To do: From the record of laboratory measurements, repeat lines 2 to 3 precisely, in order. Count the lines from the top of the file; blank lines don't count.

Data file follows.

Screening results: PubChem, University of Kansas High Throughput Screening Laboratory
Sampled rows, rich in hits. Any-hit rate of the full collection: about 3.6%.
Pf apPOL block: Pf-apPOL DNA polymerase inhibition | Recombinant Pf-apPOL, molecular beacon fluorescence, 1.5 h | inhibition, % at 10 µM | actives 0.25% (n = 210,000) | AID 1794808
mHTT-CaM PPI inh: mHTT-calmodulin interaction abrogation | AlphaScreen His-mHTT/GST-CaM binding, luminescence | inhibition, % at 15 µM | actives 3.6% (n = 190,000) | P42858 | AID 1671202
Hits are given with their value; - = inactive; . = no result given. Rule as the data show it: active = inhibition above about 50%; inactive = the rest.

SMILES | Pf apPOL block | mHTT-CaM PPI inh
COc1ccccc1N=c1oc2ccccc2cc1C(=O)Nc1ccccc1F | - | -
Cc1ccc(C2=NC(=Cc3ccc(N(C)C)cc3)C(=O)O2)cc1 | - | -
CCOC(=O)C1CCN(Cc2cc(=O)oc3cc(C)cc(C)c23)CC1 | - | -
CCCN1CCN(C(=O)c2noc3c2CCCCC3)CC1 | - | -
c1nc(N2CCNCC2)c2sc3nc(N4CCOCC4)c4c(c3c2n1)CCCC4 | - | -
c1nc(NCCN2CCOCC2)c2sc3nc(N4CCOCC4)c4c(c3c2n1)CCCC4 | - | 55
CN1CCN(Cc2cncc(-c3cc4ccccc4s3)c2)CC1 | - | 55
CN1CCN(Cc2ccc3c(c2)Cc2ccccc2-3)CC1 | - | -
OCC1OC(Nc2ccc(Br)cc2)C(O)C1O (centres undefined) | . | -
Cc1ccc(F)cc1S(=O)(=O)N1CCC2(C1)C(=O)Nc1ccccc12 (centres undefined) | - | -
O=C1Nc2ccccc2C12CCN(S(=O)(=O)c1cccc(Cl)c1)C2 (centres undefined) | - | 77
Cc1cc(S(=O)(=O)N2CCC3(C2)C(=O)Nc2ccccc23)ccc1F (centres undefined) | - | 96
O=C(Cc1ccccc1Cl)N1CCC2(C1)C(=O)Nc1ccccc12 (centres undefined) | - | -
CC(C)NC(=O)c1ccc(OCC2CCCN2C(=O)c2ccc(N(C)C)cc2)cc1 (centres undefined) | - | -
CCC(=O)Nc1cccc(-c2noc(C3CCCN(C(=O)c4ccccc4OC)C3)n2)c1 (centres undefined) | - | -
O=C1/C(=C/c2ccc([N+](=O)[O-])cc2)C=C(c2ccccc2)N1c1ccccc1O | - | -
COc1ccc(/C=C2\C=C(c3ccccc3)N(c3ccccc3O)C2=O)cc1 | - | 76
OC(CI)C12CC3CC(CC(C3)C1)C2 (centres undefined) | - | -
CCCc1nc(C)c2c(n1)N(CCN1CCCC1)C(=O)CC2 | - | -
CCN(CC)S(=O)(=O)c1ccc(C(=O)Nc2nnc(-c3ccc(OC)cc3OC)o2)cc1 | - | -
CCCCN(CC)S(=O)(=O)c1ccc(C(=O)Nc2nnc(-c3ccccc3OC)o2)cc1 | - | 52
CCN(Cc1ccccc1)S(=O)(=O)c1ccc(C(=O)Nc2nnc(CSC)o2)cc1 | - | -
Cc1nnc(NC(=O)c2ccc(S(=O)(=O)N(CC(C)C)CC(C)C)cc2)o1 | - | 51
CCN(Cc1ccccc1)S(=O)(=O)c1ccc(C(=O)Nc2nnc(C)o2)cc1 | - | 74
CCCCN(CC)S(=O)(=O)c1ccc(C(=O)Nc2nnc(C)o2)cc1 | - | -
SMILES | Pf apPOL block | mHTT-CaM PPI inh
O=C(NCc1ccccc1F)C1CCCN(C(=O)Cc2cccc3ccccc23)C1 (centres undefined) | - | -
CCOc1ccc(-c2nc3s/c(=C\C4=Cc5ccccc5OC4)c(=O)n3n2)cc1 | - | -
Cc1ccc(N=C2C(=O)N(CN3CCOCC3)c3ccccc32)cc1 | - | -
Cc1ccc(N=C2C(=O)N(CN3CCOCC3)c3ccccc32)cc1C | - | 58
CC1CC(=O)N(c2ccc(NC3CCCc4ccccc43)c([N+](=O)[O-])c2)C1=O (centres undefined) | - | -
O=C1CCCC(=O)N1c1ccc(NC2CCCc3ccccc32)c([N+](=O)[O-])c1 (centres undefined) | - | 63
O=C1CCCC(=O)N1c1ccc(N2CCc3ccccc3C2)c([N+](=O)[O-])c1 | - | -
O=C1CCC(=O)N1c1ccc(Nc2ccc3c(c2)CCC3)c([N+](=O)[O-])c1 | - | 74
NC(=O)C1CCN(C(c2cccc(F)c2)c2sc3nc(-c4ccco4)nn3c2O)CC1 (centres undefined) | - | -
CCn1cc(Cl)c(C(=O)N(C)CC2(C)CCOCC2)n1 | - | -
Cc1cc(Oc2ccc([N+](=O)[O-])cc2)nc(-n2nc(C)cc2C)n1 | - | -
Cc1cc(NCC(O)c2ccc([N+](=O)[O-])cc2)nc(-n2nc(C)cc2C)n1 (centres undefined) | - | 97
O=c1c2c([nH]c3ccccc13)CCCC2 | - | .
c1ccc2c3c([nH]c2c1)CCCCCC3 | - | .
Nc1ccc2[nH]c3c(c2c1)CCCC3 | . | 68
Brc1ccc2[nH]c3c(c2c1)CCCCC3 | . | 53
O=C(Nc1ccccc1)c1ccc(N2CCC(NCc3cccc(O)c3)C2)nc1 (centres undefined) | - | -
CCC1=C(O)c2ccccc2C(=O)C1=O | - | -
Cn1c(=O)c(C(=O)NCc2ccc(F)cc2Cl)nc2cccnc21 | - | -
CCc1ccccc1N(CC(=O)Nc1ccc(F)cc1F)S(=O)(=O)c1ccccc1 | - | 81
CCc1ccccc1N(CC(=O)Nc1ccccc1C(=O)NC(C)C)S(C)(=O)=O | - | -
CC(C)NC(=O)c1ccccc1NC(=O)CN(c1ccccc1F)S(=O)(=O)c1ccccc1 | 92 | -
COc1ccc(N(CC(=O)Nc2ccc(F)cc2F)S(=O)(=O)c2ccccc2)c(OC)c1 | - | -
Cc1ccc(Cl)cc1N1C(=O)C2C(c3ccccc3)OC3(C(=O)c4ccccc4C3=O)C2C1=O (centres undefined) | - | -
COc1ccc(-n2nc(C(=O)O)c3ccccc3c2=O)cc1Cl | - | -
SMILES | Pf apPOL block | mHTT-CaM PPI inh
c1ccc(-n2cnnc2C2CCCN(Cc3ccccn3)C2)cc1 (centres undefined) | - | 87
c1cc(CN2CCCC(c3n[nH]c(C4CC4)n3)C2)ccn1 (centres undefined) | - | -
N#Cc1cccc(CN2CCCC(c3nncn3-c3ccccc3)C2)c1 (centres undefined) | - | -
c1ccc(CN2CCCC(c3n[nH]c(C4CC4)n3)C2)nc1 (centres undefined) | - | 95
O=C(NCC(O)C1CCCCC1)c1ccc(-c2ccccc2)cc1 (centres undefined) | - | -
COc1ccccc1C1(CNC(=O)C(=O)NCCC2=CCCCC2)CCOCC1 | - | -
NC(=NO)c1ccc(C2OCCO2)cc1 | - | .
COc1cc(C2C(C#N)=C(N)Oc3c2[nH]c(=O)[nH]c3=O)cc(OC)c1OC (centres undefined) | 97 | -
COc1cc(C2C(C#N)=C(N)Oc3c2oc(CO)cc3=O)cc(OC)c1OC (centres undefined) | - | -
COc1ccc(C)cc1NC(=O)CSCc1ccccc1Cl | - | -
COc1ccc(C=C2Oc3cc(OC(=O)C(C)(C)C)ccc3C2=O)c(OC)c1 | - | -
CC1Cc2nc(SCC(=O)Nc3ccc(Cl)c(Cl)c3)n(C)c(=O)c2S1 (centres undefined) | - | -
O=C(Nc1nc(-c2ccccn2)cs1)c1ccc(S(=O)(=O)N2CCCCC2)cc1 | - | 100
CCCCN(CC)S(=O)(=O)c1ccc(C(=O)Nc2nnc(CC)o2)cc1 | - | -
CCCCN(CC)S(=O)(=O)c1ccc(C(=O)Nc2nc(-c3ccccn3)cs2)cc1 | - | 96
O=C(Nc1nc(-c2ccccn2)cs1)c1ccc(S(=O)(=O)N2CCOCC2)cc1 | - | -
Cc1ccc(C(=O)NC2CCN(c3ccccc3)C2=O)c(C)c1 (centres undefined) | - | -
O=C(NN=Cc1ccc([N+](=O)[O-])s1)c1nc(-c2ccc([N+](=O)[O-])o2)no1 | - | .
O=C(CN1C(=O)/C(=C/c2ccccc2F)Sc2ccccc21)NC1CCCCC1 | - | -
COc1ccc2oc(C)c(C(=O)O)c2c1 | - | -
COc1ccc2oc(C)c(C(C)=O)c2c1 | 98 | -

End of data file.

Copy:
Sampled rows, rich in hits. Any-hit rate of the full collection: about 3.6%.
Pf apPOL block: Pf-apPOL DNA polymerase inhibition | Recombinant Pf-apPOL, molecular beacon fluorescence, 1.5 h | inhibition, % at 10 µM | actives 0.25% (n = 210,000) | AID 1794808